When one reads the New Testament, it is just the opposite. The writers emphasize the name of Jesus and only use Christian when they are reporting what others have said. The following are examples of how the early church talked: Peter said to the lame man, “In the NAME of Jesus Christ, walk.” (Acts 3:6) Philip, the first evangelist, preached “the Kingdom of God and the NAME of Jesus Christ.” (Acts 8:12) “Paul and Barnabas…risked their lives for the NAME of the Lord Jesus Christ.” (Acts 15:26) “The NAME of the Lord Jesus was held in high honor.” (Acts 19:17) “Whatever you do whether in word or deed do it all in the NAME of the Lord Jesus.” (Col. 3:17) “We pray this so that the NAME of the Lord Jesus will be glorified in you.” (2nd Thess. 1:12) “At the NAME of Jesus, every knee shall bow.” (Phil. 2:10) “Through Jesus, let us continue to offer to God a sacrifice of praise – the fruit of lips that confess his NAME. (Heb. 13:15)
Given this emphasis on using the name of Jesus without even a hint of encouragement to call believers Christians, why do we persist in doing so? When we use Jesus and Christian or Christianity interchangeably, we are communicating that they are the same thing. The Bible says. “In everything, He must have the supremacy.” (Col. 1:18) This verse is speaking about the person of Jesus, not a religion called Christianity. When we make the mistake of thinking, acting and speaking as if Christianity is equal with Jesus, we are dishonoring His name.
That seems to be the point of the events that took place on the Mount of Transfiguration. (Luke 9:28-36) As Jesus was praying, His face changed, and His clothes became brighter than a flash of lightning. All of a sudden, Moses and Elijah were standing there talking to him. Peter, in his habit of speaking before thinking, said, “Master, it’s good to be here; let us put up three shelters, one for Moses, one for Elijah and one for you.” (Lk. 9:28-36) He didn’t say, “…and a big one or a special one for you”; he simply proposed making them equal. Luke’s editorial comment on Peter’s statement is, “He didn’t even know what he was saying.” Moses represented the law and Elijah the prophets, both good and given by God, but Jesus is greater. Without being aware of it, Peter was making Moses and Elijah equal with Jesus. The Father was not pleased with this and acted immediately interrupting Peter in mid-sentence. While he was still speaking, a cloud covered them, and a voice from heaven said, “This is my Son…listen to Him.” The Father was helping Peter have a proper view of Jesus, and then He makes His point dramatically. Scripture says, He lifted the cloud and “they saw Jesus only.”
This lesson must not be lost on the Church. Most people today think the church is in need of revival but maybe there is simply a cloud on the church because we have made the religion of Christianity equal with Jesus. If that is true, it has certainly been without intent, and it happened as it did to Peter; we didn’t even know we were doing it.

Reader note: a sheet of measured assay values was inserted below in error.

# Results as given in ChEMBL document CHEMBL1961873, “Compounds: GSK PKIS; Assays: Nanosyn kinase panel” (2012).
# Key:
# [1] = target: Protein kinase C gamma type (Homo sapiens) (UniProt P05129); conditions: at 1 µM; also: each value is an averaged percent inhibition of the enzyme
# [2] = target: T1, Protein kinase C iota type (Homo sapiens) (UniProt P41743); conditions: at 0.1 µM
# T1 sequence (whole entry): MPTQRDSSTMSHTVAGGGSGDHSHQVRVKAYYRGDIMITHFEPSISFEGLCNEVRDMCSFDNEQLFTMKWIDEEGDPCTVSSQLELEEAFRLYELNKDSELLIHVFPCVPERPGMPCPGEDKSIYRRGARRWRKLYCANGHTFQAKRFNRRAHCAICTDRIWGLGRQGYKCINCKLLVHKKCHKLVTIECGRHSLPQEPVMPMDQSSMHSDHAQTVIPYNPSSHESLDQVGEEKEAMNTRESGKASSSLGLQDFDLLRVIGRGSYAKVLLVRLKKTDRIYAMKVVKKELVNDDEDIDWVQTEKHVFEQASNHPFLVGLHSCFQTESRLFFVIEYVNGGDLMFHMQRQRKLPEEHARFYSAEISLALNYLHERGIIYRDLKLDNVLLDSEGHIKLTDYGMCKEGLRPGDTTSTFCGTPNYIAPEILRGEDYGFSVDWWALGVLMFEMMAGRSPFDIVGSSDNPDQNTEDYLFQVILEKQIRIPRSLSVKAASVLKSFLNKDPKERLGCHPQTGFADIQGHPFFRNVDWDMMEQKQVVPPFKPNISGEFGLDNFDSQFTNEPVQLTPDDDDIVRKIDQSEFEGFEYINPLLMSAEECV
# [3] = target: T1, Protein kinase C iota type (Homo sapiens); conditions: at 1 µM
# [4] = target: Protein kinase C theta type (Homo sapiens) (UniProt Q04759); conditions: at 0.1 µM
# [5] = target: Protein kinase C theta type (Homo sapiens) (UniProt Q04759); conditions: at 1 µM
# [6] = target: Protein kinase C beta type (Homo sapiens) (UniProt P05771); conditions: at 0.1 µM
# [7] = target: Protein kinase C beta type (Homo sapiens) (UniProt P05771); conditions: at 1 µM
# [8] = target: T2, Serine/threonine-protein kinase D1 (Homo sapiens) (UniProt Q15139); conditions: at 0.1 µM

It is true that in our everyday world, it’s easier and more comfortable to speak about Christianity or use the word Christian than it is to speak the name of Jesus. In spite of this, take a risk and try it for thirty days. Be observant and see if Jesus doesn’t become more active in your life as you confess His name openly.
After these discoveries, I disciplined myself to remove the words Christian and Christianity from my vocabulary. I did this to replace them with the name of Jesus. Instead of asking, “Are you a Christian?” I might say, “Are you a follower of Jesus?”, or “Are you a disciple of Jesus?” Rather than, “Christian bookstore,” I say “a store that sells books about Jesus” or “Bible bookstore.” Some think these thoughts are just semantics, but I beg to differ. Words are very important because they can build bridges or barriers and can present a true or distorted view of what the Bible teaches. For 45 years, I have searched the Scriptures and given careful and prayerful thought to this idea. I am convinced that the use of the term “Christianity” was passed from generation to generation causing the Church to equate religion with the name of Jesus. Today more than ever, we need to be more careful how we speak about the King of Kings and Lord of Lords. Tradition can be wonderful until it finds itself in conflict with the Bible. Remember the Bible is our only standard and in it, the believers never promoted “Christianity” or called themselves “Christians.”
For those who love Jesus, one truth is absolutely without dispute. The Father gave Him the “NAME above every NAME,” and “at His NAME of Jesus every knee shall bow.” May Jesus be exalted and may His NAME be returned to its proper place of honor in the community of believers.